Chef on Thanksgiving, Vegan Conversion, Thanksgiving Wine

The Press Herald checked in with 10 Southern Maine chefs about what they typically do on their Thanksgiving day off,

Do they hang up their pots at work only to have to take them down again at home? Does their family expect them to create some spectacular spread every year like the ones you see in the Thanksgiving issues of glossy food magazines?

Or are they allowed to chill on the sofa, for once, and watch football while someone else does all the work?

The Food & Dining section also includes an article about WGME news anchor Jeff Peterson’s conversion to a vegan diet,

The change to an all plant-based diet literally happened overnight. He and his wife, Laura, watched the 2011 documentary “Forks Over Knives” in February of this year and it opened their eyes to the health consequences of the standard American diet and the healing powers of vegan food.

“I remember looking at my wife and I thought that would make a good story for News 13,” Peterson recalled.

and Joe Appel’s wine column makes recommendations for your Thanksgiving meal.

You get a twofer today. I want to introduce more people to an importer of exceptional French wines, Cynthia Hurley, and it’s time to think of wines for Thanksgiving. Happily, several of Hurley’s wines I’ve recently drunk are not only remarkable in their own right, they also will make a splendid show at a Thanksgiving table.

Laurent Bonnois @ LFK

Wine 24/7 has posted a report on the Laurent Bonnois wine event held last week at LFK.

Laurent hails from the Loire Region of France and thanks to Devenish Wines (Ned Swain & Brendon Pringle – local afficionados), we are now able to experience his wines directly.  He is truly at the forefront of the Natural wine movement, representing natural, organic, sustainably farmed and biodynamic wines.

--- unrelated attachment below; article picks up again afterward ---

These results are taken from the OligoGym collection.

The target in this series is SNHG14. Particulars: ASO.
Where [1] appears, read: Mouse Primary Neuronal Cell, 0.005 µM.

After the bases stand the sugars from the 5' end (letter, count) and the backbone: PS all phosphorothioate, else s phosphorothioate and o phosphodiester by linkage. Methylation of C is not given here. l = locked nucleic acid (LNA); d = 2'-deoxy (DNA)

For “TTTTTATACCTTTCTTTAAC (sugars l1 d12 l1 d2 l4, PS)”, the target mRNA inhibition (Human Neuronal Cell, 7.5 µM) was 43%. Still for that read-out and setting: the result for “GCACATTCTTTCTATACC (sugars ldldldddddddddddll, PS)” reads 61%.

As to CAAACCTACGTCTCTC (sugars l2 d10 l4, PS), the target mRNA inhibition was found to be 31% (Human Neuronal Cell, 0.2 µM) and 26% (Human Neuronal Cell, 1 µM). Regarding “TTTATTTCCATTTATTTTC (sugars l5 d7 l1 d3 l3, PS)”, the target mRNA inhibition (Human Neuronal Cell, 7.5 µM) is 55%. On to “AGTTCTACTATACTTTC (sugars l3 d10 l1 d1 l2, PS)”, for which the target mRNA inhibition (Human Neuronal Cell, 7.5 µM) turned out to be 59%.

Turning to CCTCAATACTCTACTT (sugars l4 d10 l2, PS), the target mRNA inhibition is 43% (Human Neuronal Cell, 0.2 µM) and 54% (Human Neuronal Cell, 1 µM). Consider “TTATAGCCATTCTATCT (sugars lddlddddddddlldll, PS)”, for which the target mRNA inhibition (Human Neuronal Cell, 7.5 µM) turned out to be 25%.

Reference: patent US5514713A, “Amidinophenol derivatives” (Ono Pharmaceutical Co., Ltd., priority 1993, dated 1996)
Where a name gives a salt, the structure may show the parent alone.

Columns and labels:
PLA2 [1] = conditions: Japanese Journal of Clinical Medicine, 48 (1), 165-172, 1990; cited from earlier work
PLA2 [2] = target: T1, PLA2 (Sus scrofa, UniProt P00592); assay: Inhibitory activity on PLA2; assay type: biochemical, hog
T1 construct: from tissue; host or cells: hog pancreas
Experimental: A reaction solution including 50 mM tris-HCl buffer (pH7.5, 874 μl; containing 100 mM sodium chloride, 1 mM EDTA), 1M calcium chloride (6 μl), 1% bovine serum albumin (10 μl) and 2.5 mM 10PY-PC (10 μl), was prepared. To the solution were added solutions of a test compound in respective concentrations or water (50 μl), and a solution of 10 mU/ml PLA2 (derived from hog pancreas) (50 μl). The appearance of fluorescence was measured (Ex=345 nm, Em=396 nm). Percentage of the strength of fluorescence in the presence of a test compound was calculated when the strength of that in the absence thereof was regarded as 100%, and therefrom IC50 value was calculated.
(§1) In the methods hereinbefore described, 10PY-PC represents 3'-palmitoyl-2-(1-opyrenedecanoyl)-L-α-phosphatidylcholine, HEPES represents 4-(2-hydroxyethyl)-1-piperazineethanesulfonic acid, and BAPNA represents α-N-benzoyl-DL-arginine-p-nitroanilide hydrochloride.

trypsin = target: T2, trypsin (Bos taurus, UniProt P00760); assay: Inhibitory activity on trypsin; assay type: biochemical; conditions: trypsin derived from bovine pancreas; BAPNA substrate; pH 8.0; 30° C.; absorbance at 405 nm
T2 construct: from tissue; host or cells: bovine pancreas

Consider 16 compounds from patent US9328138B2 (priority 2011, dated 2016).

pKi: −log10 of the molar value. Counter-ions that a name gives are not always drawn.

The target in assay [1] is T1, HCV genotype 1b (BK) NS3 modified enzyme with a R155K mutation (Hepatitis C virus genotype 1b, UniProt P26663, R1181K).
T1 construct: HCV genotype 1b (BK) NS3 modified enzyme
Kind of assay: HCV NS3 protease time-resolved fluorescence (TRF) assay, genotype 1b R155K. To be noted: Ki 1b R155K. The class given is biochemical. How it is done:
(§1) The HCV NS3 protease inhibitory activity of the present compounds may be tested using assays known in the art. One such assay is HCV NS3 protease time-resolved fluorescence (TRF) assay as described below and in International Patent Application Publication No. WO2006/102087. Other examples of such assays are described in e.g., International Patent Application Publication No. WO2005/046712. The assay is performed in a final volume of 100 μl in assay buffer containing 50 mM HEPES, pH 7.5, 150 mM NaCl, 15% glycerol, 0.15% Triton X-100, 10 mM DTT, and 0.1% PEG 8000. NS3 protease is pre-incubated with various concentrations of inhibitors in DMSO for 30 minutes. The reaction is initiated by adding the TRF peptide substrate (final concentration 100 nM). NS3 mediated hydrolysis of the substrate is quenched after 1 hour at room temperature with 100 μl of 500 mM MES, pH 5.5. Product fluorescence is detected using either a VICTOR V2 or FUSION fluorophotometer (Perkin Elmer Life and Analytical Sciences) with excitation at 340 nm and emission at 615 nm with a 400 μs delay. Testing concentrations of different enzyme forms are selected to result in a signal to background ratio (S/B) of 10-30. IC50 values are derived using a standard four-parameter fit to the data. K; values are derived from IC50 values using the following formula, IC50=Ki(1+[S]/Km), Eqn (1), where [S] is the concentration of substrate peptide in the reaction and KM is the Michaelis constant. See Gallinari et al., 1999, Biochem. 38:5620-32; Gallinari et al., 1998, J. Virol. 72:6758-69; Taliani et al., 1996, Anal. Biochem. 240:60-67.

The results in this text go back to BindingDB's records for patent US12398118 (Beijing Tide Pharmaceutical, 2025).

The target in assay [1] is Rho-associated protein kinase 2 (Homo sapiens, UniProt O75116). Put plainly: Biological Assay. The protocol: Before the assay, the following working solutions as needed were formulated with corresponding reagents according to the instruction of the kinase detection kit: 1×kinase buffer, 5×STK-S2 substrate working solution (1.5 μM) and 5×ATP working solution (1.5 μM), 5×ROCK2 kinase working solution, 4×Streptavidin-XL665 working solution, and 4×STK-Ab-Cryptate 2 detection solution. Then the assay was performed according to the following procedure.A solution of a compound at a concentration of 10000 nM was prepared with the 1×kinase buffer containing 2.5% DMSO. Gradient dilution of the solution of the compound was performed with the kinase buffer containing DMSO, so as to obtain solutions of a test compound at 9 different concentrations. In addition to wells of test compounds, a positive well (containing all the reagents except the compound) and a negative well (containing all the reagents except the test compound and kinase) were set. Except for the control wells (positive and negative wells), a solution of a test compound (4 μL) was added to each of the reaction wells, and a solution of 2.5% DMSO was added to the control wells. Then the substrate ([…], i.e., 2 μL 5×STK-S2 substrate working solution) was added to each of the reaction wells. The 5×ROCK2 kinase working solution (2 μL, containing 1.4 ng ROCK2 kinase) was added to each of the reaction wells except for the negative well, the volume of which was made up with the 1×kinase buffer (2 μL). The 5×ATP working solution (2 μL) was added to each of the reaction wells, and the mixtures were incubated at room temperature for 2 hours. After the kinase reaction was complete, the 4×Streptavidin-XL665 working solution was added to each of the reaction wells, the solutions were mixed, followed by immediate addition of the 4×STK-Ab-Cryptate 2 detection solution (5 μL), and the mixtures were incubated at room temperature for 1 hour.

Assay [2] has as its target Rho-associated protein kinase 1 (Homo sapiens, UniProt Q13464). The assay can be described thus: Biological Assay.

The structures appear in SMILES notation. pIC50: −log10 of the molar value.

Food Sciences, Wine Storage and MOO Milk Documentary

Today’s Press Herald includes a front page article on the Food Science program at the University of Maine,

At a time when enrollment at UMaine is down overall, a record number of students is enrolling in the university’s Department of Food Science and Human Nutrition.

advice on how to best  store your growing home wine collection,

How should you store the wine you keep at home for dinner parties or your own drinking pleasure? Do you really need one of those wine refrigerators that are so popular these days? And when should you take the leap to a real wine cellar?

and an article about a documentary on MOO Milk.

In a film that is at turns humorous, heart-wrenching and very humane, Pingree and Mann follow three farm families in Aroostook County and Downeast Maine as they and seven other farms strike out on their own to create Maine’s Own Organic Milk Co., better known as MOO Milk.

New England Distilling & Maine Coastal Vineyards

The Food & Dining section in today’s Press Herald includes a profile of New England Distilling Company,

Wight’s rum, which will be bottled as Eight Bells Rum, is expected to be on the shelves by the first week in September. It’s the second artisanal spirit hand crafted by Wight’s new company, New England Distilling. His Ingenium Dry Gin, a flavorful sipping gin made with southeast Asian herbs as well as more traditional botanicals, launched in April.

and an article about Maine Coast Vineyards.

Steve Melchiskey has a dream. “I truly believe there’s a future for 10 to 12 good wineries in southern and coastal Maine that use only grapes grown on their properties.”

Melchiskey’s Maine Coast Vineyards (distributed in Maine by Mariner Beverages) is the first, and he’s working hard to create a culture that nourishes more.


Cinco de Mayo, Slow Money, Oregonian Wines, Almanac of Eats

Today Food & Dining section in the Press Herald includes articles on Saturday’s Cinco de Mayo & Deby Day celebrations,

If it seems as if Cinco de Mayo has been growing in popularity in Portland, hold onto your sombreros. This year, the Mexican holiday falls on a Saturday – and on the same day as the Kentucky Derby, offering local restaurants and bars a winning trifecta when it comes to attracting margarita- and mint julep-loving revelers.

about the Slow Money network,

The Slow Money Maine network has been in existence for only two years, but it’s already helped connect farmers and food producers with more than $2.7 million in capital.

about Maine’s special connection with Oregonian wines,